A Guide to Madrid Neighborhoods

After living in Madrid from August 2016 to June 2017, the city still felt like home – and I was lucky enough to move back in 2019. When friends and family head to Madrid for vacation, I usually get hit up for some recs. I often share this breakdown of my favorite Madrid neighborhoods, so I figure it’s high time to post about it. (For my Madrid restaurant guide, head here.)

1. Salamanca. My first apartment in Madrid was in Salamanca on Calle Velazquez, right above Retiro Park. It was a dream. I moved back to the area in 2020 and couldn’t be happier. Salamanca has a reputation for being an elegant neighborhood for more affluent people – think the Upper East Side of NYC – but it’s still very cool and hip. I just love its tree-lined lanes and cute shops. It’s also relatively chill at night in comparison to some other areas, like Chueca and Malasaña (see below), which makes it a good place to live in terms of a little peace and quiet at night. However, there are tons of restaurants, bars, and clubs scattered around. For good shopping, head to Calle Serrano, well-known for its many luxury shops – Serrano also has my favorite Zara in the city. 

2. Justicia. Justicia is west of Salamanca across Paseo de Recoletos (which becomes Paseo de la Castellana to the north and Paseo del Prado to the south). This trendy area is definitely one of my favorite Madrid neighborhoods – I’d happily live there. While walking around, you’ll find chic boutiques, bars, and restaurants. Streets of interest include the quaint Calle Orellana, with its chocolate shop and art gallery, and Calle Argensola, lined with bars and taverns. On the intersection of Hortaleza and Orellana you’ll find Plaza Santa Barbara, where people love crushing beers at all hours.

3. Chueca.This popular, lively area is directly south of Justicia, although sometimes the boundaries are kind of blurred. Chueca is known as the LGBTQ-pride neighborhood, so you’ll likely see quite a few pride flags throughout the streets. Calle del Barquillo is good for a stroll: walk down the street and go to Plaza del Rey for a beer or vermouth. Be sure to just roam around the area and see what you stumble upon!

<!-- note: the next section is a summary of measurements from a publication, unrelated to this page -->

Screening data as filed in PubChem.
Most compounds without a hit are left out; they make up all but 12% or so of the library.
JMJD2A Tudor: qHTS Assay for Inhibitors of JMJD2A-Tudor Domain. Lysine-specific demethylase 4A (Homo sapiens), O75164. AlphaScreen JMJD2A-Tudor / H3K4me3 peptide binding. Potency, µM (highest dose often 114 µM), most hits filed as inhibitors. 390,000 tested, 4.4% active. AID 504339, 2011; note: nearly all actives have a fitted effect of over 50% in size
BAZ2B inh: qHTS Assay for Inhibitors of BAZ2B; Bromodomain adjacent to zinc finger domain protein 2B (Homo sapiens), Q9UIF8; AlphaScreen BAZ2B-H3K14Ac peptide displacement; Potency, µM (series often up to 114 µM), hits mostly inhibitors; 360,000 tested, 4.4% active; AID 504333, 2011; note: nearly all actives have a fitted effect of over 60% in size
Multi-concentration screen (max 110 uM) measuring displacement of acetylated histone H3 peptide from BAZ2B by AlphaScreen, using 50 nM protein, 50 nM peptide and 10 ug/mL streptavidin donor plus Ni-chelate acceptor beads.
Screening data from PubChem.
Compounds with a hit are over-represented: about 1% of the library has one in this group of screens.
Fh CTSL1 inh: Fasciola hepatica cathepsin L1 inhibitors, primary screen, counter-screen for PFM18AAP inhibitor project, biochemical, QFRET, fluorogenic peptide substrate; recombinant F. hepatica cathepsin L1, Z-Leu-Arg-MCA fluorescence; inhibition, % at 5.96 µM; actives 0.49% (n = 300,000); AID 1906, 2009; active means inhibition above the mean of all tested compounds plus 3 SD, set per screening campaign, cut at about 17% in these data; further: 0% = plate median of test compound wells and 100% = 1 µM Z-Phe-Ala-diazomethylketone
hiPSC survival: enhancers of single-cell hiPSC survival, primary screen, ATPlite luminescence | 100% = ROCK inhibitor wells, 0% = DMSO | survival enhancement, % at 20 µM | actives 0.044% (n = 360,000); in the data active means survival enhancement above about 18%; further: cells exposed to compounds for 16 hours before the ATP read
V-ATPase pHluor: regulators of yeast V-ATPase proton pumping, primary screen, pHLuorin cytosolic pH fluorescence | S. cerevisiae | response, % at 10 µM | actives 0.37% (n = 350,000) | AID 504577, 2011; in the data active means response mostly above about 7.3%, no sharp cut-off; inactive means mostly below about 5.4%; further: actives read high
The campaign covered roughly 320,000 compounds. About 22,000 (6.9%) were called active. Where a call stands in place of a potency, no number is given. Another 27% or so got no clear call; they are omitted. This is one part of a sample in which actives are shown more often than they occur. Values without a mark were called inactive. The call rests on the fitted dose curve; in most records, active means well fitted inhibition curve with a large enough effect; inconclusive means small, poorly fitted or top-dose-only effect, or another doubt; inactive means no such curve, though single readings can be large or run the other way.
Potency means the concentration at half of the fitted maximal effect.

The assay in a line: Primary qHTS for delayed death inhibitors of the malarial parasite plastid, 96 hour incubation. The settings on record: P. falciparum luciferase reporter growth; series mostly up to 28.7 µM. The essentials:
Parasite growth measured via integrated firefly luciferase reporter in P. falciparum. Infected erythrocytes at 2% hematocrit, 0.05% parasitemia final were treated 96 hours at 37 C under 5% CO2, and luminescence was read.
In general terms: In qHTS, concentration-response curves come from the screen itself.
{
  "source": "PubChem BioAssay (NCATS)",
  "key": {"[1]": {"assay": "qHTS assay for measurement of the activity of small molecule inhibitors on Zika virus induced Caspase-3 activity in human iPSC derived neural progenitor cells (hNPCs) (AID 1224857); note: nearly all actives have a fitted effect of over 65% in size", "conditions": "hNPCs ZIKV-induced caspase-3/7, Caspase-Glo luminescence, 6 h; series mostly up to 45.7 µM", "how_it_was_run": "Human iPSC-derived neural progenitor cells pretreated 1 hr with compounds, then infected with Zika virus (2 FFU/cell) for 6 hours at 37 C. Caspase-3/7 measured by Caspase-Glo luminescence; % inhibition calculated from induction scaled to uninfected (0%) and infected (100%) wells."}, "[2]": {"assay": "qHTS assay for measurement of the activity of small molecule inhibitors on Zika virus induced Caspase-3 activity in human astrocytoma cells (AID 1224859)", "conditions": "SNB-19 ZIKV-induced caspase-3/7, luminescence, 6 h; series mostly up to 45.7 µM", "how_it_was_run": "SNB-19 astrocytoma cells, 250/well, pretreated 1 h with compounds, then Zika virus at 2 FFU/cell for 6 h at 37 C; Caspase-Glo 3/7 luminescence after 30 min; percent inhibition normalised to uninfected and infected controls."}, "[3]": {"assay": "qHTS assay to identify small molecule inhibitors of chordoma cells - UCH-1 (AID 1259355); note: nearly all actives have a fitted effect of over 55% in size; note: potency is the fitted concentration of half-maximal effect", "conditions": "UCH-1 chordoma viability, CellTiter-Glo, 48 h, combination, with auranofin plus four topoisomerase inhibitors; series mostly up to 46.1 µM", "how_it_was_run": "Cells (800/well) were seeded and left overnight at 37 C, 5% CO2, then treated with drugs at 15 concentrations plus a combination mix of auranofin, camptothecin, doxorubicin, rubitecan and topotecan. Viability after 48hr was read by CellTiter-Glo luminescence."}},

4. Malasaña. Malasaña is another popular neighborhood for young people, similar in its vibe to Chueca. In the Plaza Dos de Mayo,  you’ll find people chilling, drinking beers, and playing the guitar. Cool streets include Calle del Espiritu Santo and Calle Fuencarral, which is the big shopping street that runs right through the neighborhood. There are also restaurants all around the area.

5. Chamberí. Chamberí has become especially “guay” among Madrid neighborhoods in recent years due to the trendy Calle Ponzano, which is popular for bar-hopping and copas on a weekend night. I lived right next to Ponzano for a year, which was fun! Chamberí is also home to the Sorolla Museum, one of my favorite museums in Madrid.

6. La Latina. La Latina is also great for bar-hopping, especially during the day. Eat lunch in Plaza de la Paja or just munch on pinchos and tapas as you crush beers up and down Calle Cava Baja.

7. Retiro Park. This is the beloved “Central Park” of Madrid. Stop by the Palacio de Cristal and the rose garden, known as La Rosaleda, which is stunning in late May when the roses are in full bloom (see the main photo for this post above). Retiro is great for a picnic, or just grab a drink at Florida Retiro, a restobar inside the park. You can also rent a little boat and go out on the estanque, or the pond. Exit the park via the northwest corner to see the grand Puerta de Alcalá, then head down Calle de Alcalá toward the iconic Plaza de Cibeles and continue toward Gran Vía, which is a beautiful street despite the fact that it can get quite busy.

8. Ibiza. No, this isn’t the party-loving island you’ve probably heard all about. This neighborhood to the east of Parque de El Retiro is always buzzing with local life. Stroll down Menendez Pelayo, the street that runs directly along Retiro, for a beer overlooking the park. For typical Spanish picoteo with a funky twist, like anchovies and this adorable ensaladilla rusa served in a Matryoshka doll, head to Hermanos Vinagre (there is also one in Chueca). If the menu is not exactly to your liking, turn the corner to Pirulo for plates of Spanish cheese, jamón, croquetas, fried calamari, and other faves.

9. Puerta del Sol & Plaza Mayor. This area can undoubtedly be touristy, but these are key spots in any first-time visit to Madrid. I’d say drop by quickly and then grab a drink on the rooftop of the The Hat, a cool hostel in the area.

10. Barrio de las Letras & Huertas. I lived in Barrio de las Letras, or the “literary quarter,” for a month and really enjoyed it. This fun boho area, full of bars and cafes, gets its name from the fact that many of Spain’s greatest writers have called it home. The popular Calle Huertas is always buzzing with life. 

11. Palacio Real & Opera. This area is on the west side of the city, near the Royal Palace and the Almudena cathedral. A nice walk is to head down Calle Mayor from the Plaza Mayor, which takes you right to the cathedral.

12. Lavapiés. Lavapiés is sort of an alternative neighborhood, home to the popular outdoor Sunday flea market El Rastro. Also home to many immigrant communities, Lavapiés is known for its delicious ethnic restaurants. The Indian restaurants are especially good!

I hope this breakdown of Madrid neighborhoods will help you plan your next trip! What’s your favorite neighborhood in Madrid? What am I missing? Comment below!

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